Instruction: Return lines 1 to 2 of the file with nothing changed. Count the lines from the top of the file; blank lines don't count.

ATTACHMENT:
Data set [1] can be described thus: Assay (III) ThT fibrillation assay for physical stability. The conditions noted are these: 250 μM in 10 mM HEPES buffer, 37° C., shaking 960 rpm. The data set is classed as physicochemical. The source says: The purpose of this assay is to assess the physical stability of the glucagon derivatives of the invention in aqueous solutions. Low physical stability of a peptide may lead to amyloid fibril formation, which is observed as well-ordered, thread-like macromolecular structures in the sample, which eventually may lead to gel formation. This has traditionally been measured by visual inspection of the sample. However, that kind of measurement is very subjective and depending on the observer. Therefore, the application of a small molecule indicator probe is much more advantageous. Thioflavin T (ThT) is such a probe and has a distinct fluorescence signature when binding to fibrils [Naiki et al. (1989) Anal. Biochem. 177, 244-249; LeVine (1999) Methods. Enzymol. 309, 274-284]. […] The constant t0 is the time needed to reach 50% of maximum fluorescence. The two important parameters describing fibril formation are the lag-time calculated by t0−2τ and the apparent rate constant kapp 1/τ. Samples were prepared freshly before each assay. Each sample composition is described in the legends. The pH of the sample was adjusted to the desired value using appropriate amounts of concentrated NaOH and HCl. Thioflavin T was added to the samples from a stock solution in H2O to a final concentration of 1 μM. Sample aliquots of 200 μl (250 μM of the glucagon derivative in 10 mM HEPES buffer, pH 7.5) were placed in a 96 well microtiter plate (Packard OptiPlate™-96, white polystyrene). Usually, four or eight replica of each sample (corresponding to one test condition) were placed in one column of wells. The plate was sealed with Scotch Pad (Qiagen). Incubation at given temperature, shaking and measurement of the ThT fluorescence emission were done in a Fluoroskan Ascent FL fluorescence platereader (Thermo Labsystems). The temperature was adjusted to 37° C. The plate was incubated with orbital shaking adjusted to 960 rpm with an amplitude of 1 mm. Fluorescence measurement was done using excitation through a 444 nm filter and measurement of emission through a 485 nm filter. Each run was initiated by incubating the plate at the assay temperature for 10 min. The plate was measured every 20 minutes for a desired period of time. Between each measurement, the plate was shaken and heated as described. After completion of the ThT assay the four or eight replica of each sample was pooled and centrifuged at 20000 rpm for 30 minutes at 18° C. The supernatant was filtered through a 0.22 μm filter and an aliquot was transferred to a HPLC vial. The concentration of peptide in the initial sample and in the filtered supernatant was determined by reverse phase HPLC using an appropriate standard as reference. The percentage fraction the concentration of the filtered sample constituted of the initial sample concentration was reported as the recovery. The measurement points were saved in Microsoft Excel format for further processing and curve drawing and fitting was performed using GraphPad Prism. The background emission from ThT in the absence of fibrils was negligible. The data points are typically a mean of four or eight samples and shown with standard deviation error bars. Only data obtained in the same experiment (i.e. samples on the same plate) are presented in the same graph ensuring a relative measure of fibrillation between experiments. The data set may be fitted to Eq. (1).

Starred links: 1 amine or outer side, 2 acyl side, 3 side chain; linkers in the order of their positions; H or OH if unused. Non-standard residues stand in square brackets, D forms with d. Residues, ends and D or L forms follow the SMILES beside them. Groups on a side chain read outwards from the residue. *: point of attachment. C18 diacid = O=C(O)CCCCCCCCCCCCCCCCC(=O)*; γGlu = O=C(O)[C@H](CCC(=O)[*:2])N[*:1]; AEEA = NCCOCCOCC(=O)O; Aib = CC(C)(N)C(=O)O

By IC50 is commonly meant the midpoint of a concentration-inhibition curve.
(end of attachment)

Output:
Data set [1] can be described thus: Assay (III) ThT fibrillation assay for physical stability. The conditions noted are these: 250 μM in 10 mM HEPES buffer, 37° C., shaking 960 rpm. The data set is classed as physicochemical. The source says: The purpose of this assay is to assess the physical stability of the glucagon derivatives of the invention in aqueous solutions. Low physical stability of a peptide may lead to amyloid fibril formation, which is observed as well-ordered, thread-like macromolecular structures in the sample, which eventually may lead to gel formation. This has traditionally been measured by visual inspection of the sample. However, that kind of measurement is very subjective and depending on the observer. Therefore, the application of a small molecule indicator probe is much more advantageous. Thioflavin T (ThT) is such a probe and has a distinct fluorescence signature when binding to fibrils [Naiki et al. (1989) Anal. Biochem. 177, 244-249; LeVine (1999) Methods. Enzymol. 309, 274-284]. […] The constant t0 is the time needed to reach 50% of maximum fluorescence. The two important parameters describing fibril formation are the lag-time calculated by t0−2τ and the apparent rate constant kapp 1/τ. Samples were prepared freshly before each assay. Each sample composition is described in the legends. The pH of the sample was adjusted to the desired value using appropriate amounts of concentrated NaOH and HCl. Thioflavin T was added to the samples from a stock solution in H2O to a final concentration of 1 μM. Sample aliquots of 200 μl (250 μM of the glucagon derivative in 10 mM HEPES buffer, pH 7.5) were placed in a 96 well microtiter plate (Packard OptiPlate™-96, white polystyrene). Usually, four or eight replica of each sample (corresponding to one test condition) were placed in one column of wells. The plate was sealed with Scotch Pad (Qiagen). Incubation at given temperature, shaking and measurement of the ThT fluorescence emission were done in a Fluoroskan Ascent FL fluorescence platereader (Thermo Labsystems). The temperature was adjusted to 37° C. The plate was incubated with orbital shaking adjusted to 960 rpm with an amplitude of 1 mm. Fluorescence measurement was done using excitation through a 444 nm filter and measurement of emission through a 485 nm filter. Each run was initiated by incubating the plate at the assay temperature for 10 min. The plate was measured every 20 minutes for a desired period of time. Between each measurement, the plate was shaken and heated as described. After completion of the ThT assay the four or eight replica of each sample was pooled and centrifuged at 20000 rpm for 30 minutes at 18° C. The supernatant was filtered through a 0.22 μm filter and an aliquot was transferred to a HPLC vial. The concentration of peptide in the initial sample and in the filtered supernatant was determined by reverse phase HPLC using an appropriate standard as reference. The percentage fraction the concentration of the filtered sample constituted of the initial sample concentration was reported as the recovery. The measurement points were saved in Microsoft Excel format for further processing and curve drawing and fitting was performed using GraphPad Prism. The background emission from ThT in the absence of fibrils was negligible. The data points are typically a mean of four or eight samples and shown with standard deviation error bars. Only data obtained in the same experiment (i.e. samples on the same plate) are presented in the same graph ensuring a relative measure of fibrillation between experiments. The data set may be fitted to Eq. (1).

Starred links: 1 amine or outer side, 2 acyl side, 3 side chain; linkers in the order of their positions; H or OH if unused. Non-standard residues stand in square brackets, D forms with d. Residues, ends and D or L forms follow the SMILES beside them. Groups on a side chain read outwards from the residue. *: point of attachment. C18 diacid = O=C(O)CCCCCCCCCCCCCCCCC(=O)*; γGlu = O=C(O)[C@H](CCC(=O)[*:2])N[*:1]; AEEA = NCCOCCOCC(=O)O; Aib = CC(C)(N)C(=O)O